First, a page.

Obesity is a Major Reason 73 Percent of Young Kentuckians Can’t Join the Military, Report Says

Obesity is the leading cause of why 73 percent of young Kentucky adults are ineligible for military service, according to a report released Monday.

The report was done by Mission: Readiness, an organization made up of retired high-ranking military officials advocating for for “smart investments in America’s children.”

Retired Major Gen. Allen Youngman, who discussed the report during the Southern Obesity Summit in Louisville, said Kentuckians‘ rate of ineligibility due to obesity, lack of education and criminal background is three percent higher than the national rate of 70 percent.

Obesity presents a major challenge, Youngman said.

“They don’t have to be in perfect shape when they come in, but to pass a certain point it’s been demonstrated over and over again that it would be doing them a disservice and a disservice to the military to put them into uniform and expect them to meet the standards,” Youngman said.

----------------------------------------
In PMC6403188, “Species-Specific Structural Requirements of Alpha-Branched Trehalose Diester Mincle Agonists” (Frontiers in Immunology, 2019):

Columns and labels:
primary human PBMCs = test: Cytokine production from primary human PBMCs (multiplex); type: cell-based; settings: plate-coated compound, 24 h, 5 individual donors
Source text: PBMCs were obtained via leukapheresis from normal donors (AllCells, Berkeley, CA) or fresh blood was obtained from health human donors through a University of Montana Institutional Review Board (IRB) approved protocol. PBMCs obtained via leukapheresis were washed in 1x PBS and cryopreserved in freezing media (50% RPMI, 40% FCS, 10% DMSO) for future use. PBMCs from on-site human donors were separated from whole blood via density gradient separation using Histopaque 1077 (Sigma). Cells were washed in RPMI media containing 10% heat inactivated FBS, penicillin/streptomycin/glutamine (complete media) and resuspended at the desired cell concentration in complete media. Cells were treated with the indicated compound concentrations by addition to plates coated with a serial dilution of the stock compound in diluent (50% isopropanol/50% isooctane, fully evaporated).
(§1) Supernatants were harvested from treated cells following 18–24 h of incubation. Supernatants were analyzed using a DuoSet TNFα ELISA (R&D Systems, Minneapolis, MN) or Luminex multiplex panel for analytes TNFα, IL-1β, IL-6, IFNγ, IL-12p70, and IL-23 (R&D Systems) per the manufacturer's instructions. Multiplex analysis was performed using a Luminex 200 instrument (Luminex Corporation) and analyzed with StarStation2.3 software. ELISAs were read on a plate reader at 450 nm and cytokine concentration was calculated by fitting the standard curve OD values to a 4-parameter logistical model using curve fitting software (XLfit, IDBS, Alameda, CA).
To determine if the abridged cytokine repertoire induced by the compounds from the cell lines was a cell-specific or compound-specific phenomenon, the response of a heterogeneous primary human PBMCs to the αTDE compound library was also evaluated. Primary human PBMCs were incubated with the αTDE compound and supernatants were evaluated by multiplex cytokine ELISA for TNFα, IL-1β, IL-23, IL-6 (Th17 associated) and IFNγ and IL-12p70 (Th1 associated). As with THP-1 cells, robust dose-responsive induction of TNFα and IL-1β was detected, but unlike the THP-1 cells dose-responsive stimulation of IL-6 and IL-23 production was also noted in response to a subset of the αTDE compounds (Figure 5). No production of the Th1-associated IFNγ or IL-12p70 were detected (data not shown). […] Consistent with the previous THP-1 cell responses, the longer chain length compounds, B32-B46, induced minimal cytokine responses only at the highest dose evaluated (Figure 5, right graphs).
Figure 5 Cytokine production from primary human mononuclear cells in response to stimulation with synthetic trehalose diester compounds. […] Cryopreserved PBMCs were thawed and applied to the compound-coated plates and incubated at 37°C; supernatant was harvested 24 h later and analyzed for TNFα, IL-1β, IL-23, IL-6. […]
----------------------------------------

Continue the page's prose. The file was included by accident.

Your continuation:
Obesity doesn’t just affect potential recruits.

Twelve percent of active duty service members are obese, the report said.

Between 2002 to 2011, obesity among active duty members increased 61 percent. Every year more than $1.5 billion is spent in obesity-related health conditions and recruitment replacements of the unfit, according to the report.

“Some units in Afghanistan and Iraq have actually had to send more people back to the U.S. or some place else for medical treatment because of injuries like that than because of actual combat injuries,” he said.

Youngman said that active duty members are a bigger part of civilian life now than in the past, which means when they are off duty they have the same food opportunities as everyone else.

“If they eat nothing but what’s provided through the military dining facilities they are less likely to gain weight,” he said. “But we don’t lock our soldiers up 24/7 on base and feed them only those things.

“They are products of American society and they continue to be part of our society over the years. They have the same problems as the rest of us, but what they do have is a very supportive environment for exercise more so than their civilian counterparts.”

Ja'Nel Johnson

Ja'Nel Johnson is the health reporter at WFPL News.

@JaNelSJohnson

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